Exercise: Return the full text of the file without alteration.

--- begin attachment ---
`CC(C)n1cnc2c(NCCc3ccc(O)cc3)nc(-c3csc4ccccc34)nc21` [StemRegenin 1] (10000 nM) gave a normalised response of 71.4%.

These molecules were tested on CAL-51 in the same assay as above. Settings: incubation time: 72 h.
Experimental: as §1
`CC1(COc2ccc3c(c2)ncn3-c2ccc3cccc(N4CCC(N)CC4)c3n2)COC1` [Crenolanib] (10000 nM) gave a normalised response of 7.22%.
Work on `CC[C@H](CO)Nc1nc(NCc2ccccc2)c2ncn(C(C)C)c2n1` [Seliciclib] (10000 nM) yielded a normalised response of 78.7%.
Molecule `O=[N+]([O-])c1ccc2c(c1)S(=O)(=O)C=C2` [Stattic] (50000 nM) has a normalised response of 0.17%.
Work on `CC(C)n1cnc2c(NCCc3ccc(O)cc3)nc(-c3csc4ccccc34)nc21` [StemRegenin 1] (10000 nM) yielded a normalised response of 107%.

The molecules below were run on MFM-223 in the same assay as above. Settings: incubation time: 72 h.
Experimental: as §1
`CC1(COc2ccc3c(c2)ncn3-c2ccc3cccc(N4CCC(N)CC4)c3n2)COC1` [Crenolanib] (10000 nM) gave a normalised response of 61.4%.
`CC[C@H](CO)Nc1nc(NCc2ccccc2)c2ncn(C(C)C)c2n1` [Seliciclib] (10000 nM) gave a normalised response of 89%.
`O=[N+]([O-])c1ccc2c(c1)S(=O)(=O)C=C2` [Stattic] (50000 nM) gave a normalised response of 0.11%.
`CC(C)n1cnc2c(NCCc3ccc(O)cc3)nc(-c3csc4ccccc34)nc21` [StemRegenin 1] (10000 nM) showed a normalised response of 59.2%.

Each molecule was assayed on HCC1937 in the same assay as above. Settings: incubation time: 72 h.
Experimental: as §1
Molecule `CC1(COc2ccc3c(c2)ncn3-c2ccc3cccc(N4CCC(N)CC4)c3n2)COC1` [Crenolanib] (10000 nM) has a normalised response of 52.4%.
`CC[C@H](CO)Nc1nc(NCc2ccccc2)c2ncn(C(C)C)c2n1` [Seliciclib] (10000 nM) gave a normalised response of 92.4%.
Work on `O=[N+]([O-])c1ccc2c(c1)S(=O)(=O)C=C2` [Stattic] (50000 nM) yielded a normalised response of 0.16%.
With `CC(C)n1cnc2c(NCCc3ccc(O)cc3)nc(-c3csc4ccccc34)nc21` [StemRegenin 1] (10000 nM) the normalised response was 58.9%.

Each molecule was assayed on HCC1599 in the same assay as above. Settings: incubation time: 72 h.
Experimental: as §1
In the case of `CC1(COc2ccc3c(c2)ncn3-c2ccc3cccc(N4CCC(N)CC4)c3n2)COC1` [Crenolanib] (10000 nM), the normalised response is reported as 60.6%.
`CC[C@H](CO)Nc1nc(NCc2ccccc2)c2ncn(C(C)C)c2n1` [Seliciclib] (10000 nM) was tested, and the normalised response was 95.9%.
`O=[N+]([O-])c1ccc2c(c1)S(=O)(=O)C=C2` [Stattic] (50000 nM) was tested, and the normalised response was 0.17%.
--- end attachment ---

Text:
`CC(C)n1cnc2c(NCCc3ccc(O)cc3)nc(-c3csc4ccccc34)nc21` [StemRegenin 1] (10000 nM) gave a normalised response of 71.4%.

These molecules were tested on CAL-51 in the same assay as above. Settings: incubation time: 72 h.
Experimental: as §1
`CC1(COc2ccc3c(c2)ncn3-c2ccc3cccc(N4CCC(N)CC4)c3n2)COC1` [Crenolanib] (10000 nM) gave a normalised response of 7.22%.
Work on `CC[C@H](CO)Nc1nc(NCc2ccccc2)c2ncn(C(C)C)c2n1` [Seliciclib] (10000 nM) yielded a normalised response of 78.7%.
Molecule `O=[N+]([O-])c1ccc2c(c1)S(=O)(=O)C=C2` [Stattic] (50000 nM) has a normalised response of 0.17%.
Work on `CC(C)n1cnc2c(NCCc3ccc(O)cc3)nc(-c3csc4ccccc34)nc21` [StemRegenin 1] (10000 nM) yielded a normalised response of 107%.

The molecules below were run on MFM-223 in the same assay as above. Settings: incubation time: 72 h.
Experimental: as §1
`CC1(COc2ccc3c(c2)ncn3-c2ccc3cccc(N4CCC(N)CC4)c3n2)COC1` [Crenolanib] (10000 nM) gave a normalised response of 61.4%.
`CC[C@H](CO)Nc1nc(NCc2ccccc2)c2ncn(C(C)C)c2n1` [Seliciclib] (10000 nM) gave a normalised response of 89%.
`O=[N+]([O-])c1ccc2c(c1)S(=O)(=O)C=C2` [Stattic] (50000 nM) gave a normalised response of 0.11%.
`CC(C)n1cnc2c(NCCc3ccc(O)cc3)nc(-c3csc4ccccc34)nc21` [StemRegenin 1] (10000 nM) showed a normalised response of 59.2%.

Each molecule was assayed on HCC1937 in the same assay as above. Settings: incubation time: 72 h.
Experimental: as §1
Molecule `CC1(COc2ccc3c(c2)ncn3-c2ccc3cccc(N4CCC(N)CC4)c3n2)COC1` [Crenolanib] (10000 nM) has a normalised response of 52.4%.
`CC[C@H](CO)Nc1nc(NCc2ccccc2)c2ncn(C(C)C)c2n1` [Seliciclib] (10000 nM) gave a normalised response of 92.4%.
Work on `O=[N+]([O-])c1ccc2c(c1)S(=O)(=O)C=C2` [Stattic] (50000 nM) yielded a normalised response of 0.16%.
With `CC(C)n1cnc2c(NCCc3ccc(O)cc3)nc(-c3csc4ccccc34)nc21` [StemRegenin 1] (10000 nM) the normalised response was 58.9%.

Each molecule was assayed on HCC1599 in the same assay as above. Settings: incubation time: 72 h.
Experimental: as §1
In the case of `CC1(COc2ccc3c(c2)ncn3-c2ccc3cccc(N4CCC(N)CC4)c3n2)COC1` [Crenolanib] (10000 nM), the normalised response is reported as 60.6%.
`CC[C@H](CO)Nc1nc(NCc2ccccc2)c2ncn(C(C)C)c2n1` [Seliciclib] (10000 nM) was tested, and the normalised response was 95.9%.
`O=[N+]([O-])c1ccc2c(c1)S(=O)(=O)C=C2` [Stattic] (50000 nM) was tested, and the normalised response was 0.17%.